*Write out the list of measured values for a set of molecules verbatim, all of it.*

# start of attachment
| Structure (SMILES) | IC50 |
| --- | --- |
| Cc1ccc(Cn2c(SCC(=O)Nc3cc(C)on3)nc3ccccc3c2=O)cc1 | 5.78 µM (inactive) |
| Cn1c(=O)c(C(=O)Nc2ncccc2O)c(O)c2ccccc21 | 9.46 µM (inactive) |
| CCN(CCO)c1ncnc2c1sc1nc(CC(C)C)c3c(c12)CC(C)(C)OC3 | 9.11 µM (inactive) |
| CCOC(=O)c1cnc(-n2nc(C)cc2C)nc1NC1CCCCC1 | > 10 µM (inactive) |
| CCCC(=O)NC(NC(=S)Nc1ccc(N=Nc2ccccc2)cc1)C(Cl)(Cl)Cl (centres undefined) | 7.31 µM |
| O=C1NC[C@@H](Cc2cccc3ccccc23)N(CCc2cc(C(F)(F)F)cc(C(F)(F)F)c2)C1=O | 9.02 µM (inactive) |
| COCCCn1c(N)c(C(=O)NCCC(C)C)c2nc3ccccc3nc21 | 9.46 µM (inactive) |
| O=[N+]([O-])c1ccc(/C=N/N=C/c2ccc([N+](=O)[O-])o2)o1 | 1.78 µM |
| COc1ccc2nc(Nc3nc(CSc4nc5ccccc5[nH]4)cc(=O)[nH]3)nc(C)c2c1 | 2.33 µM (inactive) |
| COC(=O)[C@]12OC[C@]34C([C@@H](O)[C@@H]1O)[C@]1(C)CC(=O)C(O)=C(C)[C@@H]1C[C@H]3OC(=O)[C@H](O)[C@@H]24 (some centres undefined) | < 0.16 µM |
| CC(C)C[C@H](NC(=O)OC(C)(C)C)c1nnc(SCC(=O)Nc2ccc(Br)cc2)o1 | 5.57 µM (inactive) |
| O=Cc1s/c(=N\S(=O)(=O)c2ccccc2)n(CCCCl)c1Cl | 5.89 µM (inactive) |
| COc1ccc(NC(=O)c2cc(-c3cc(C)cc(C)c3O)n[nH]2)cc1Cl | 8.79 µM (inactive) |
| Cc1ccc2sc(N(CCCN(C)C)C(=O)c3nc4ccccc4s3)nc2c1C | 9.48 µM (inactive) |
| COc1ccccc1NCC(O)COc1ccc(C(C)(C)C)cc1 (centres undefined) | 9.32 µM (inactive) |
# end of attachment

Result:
| Structure (SMILES) | IC50 |
| --- | --- |
| Cc1ccc(Cn2c(SCC(=O)Nc3cc(C)on3)nc3ccccc3c2=O)cc1 | 5.78 µM (inactive) |
| Cn1c(=O)c(C(=O)Nc2ncccc2O)c(O)c2ccccc21 | 9.46 µM (inactive) |
| CCN(CCO)c1ncnc2c1sc1nc(CC(C)C)c3c(c12)CC(C)(C)OC3 | 9.11 µM (inactive) |
| CCOC(=O)c1cnc(-n2nc(C)cc2C)nc1NC1CCCCC1 | > 10 µM (inactive) |
| CCCC(=O)NC(NC(=S)Nc1ccc(N=Nc2ccccc2)cc1)C(Cl)(Cl)Cl (centres undefined) | 7.31 µM |
| O=C1NC[C@@H](Cc2cccc3ccccc23)N(CCc2cc(C(F)(F)F)cc(C(F)(F)F)c2)C1=O | 9.02 µM (inactive) |
| COCCCn1c(N)c(C(=O)NCCC(C)C)c2nc3ccccc3nc21 | 9.46 µM (inactive) |
| O=[N+]([O-])c1ccc(/C=N/N=C/c2ccc([N+](=O)[O-])o2)o1 | 1.78 µM |
| COc1ccc2nc(Nc3nc(CSc4nc5ccccc5[nH]4)cc(=O)[nH]3)nc(C)c2c1 | 2.33 µM (inactive) |
| COC(=O)[C@]12OC[C@]34C([C@@H](O)[C@@H]1O)[C@]1(C)CC(=O)C(O)=C(C)[C@@H]1C[C@H]3OC(=O)[C@H](O)[C@@H]24 (some centres undefined) | < 0.16 µM |
| CC(C)C[C@H](NC(=O)OC(C)(C)C)c1nnc(SCC(=O)Nc2ccc(Br)cc2)o1 | 5.57 µM (inactive) |
| O=Cc1s/c(=N\S(=O)(=O)c2ccccc2)n(CCCCl)c1Cl | 5.89 µM (inactive) |
| COc1ccc(NC(=O)c2cc(-c3cc(C)cc(C)c3O)n[nH]2)cc1Cl | 8.79 µM (inactive) |
| Cc1ccc2sc(N(CCCN(C)C)C(=O)c3nc4ccccc4s3)nc2c1C | 9.48 µM (inactive) |
| COc1ccccc1NCC(O)COc1ccc(C(C)(C)C)cc1 (centres undefined) | 9.32 µM (inactive) |